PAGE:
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A round-up of the latest science and news from Australasia.

Dentists Fall for Cavity Illusion

By Stephen Luntz

An optical illusion is causing dentists to drill unnecessarily large holes in their patients' teeth.

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IVF Mice Prone to Diabetes

By Stephen Luntz

Mice conceived through IVF are more likely to develop Type 2 diabetes than those conceived naturally, adding to evidence that the same may be true for humans.

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Briefs

By Stephen Luntz

Hormones combine against obesity, antioxidants don’t aid conception, a drug prevents breast cancer relapse, and more.

Parrots Alive

DNA analysis of five feathers collected in the Lake Eyre Basin have confirmed that the Australian night parrot is not extinct.

Pezoporus occidentalis is a different species from New Zealand’s famous kakapo, but shares both the popular name of night parrot and a critically endangered status. Indeed, WA Museum CEO Alec Coles said: “The night parrot is a bird many people believed to be extinct up until 1990, and the WA Museum is very pleased to have been asked to authenticate its existence”.

Low Blood Sugar in Newborns Linked to Later Difficulties

A newborn condition affecting one in six babies has been linked to impairment in some high-level brain functions that show up by a child’s fifth birthday.

Fossils Help Determine Ocean’s Role in Last Ice Age

Scientists from The University of Tasmania’s Institute for Marine and Antarctic Studies and Simon Fraser University have used the fossil record to pull together the first global database of ocean temperatures over the past 125,000 years in order to explain why carbon dioxide levels were low at the time.

The study, published in Earth and Planetary Science Letters, combined ocean temperature records with other studies to show how carbon dioxide took different paths into the deep sea during different phases of the ice age.

Extreme Fires to Increase

Increasingly dangerous fire weather is forecast for Australia and the Mediterranean as the global footprint of extreme fires expands, according to a report published in Nature Ecology and Evolution.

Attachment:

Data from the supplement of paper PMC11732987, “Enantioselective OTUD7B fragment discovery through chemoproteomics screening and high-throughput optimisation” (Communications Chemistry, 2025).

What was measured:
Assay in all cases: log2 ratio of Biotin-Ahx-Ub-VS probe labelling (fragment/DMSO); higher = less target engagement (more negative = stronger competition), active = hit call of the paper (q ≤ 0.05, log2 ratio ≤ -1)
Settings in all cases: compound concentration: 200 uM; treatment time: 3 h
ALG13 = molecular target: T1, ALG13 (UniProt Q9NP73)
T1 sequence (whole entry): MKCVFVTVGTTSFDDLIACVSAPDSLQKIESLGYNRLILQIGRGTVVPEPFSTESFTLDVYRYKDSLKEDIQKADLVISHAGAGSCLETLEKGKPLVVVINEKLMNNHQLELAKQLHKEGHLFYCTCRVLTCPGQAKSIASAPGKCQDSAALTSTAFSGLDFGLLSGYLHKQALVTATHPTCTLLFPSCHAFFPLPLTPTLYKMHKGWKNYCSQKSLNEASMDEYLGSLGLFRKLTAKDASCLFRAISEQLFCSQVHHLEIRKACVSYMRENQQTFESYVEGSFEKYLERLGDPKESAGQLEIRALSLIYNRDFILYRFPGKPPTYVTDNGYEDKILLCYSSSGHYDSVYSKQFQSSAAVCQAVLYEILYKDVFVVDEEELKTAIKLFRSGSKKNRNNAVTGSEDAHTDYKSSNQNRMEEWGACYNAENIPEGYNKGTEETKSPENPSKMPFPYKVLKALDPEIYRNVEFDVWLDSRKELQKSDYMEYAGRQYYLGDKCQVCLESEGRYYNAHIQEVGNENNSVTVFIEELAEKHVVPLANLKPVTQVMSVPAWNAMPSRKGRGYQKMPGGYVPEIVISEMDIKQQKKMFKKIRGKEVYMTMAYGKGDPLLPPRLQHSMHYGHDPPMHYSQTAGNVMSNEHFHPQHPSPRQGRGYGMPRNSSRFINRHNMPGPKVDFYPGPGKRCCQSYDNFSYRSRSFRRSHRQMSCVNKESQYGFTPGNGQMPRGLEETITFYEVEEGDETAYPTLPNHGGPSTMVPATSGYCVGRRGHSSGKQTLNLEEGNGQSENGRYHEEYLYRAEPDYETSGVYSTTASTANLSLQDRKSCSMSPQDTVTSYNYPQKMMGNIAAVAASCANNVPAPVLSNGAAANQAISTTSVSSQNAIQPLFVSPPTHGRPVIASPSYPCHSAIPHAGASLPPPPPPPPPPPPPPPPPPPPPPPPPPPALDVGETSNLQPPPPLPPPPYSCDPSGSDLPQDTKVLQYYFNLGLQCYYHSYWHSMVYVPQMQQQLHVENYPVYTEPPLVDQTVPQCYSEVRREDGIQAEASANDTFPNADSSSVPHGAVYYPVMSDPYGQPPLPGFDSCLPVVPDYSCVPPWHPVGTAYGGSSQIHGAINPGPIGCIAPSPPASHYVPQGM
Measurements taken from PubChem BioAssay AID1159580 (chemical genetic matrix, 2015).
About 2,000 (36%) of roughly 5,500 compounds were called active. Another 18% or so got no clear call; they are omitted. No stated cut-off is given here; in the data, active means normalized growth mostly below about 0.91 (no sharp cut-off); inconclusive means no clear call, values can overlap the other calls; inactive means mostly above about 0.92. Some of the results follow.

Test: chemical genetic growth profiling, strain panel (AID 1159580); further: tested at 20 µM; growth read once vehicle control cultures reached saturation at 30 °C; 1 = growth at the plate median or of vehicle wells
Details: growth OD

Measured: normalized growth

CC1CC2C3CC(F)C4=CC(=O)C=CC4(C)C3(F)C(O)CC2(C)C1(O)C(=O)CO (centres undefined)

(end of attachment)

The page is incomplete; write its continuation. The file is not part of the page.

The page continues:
An international collaboration of researchers compiled a global satellite database of the intensity of 23 million landscape fires recorded between 2002 and 2013. Of these, the researchers honed in on 478 of the most extreme wildfire events.

Fish Fossil May Reveal Origin of Human Teeth

Three-dimensional prints of a 400-million-year-old fish fossil from around Lake Burrinjuck 50 km north-west of Canberra reveal the possible evolutionary origins of human teeth, new research has found.

Researchers at The Australian National University and Queensland Museum digitally dissected the jaws of Buchanosteus – an armoured fish from the extinct placoderm group – and used the 3D prints to learn how the jaws moved and whether the fish had teeth.

Plastic Waste Reverse Engineered Into Clean Fuel

A Griffith University researcher is hoping to revolutionise how plastic is recycled by converting it into fuel that is cleaner and more energy-efficient than petrol or diesel.

PhD student Songpol Boonsawat has developed a waste disposal system that turns household plastic waste, contaminated plastic waste and targeted plastic waste into fuel. “This work could revolutionise how to sustainably eliminate plastic waste from landfill and reduce the contamination of plastic in nature by closing the loop of the plastic product lifecycle,” Boonsawat says.

New Tasmanian Devil Facial Cancer

Routine field research has identified a second transmissible cancer in Tasmanian devils that is very similar to Devil Facial Tumour Disease (DFTD). The new cancer has similarities to DFTD as it causes tumours, primarily on the face or inside the mouth, and is probably also spread between devils by biting.

What Women Want in a Sperm Donor

A study into how women choose sperm donors online has revealed that men who are intellectual, shy, calm and methodical are selected to produce more children rather than those who are extroverted.

“Worldwide demand for sperm donors is so great, an informal online market has emerged in which offspring are being produced outside of the more formal fertility clinic setting,” said Mr Stephen Whyte of Queensland University of Technology.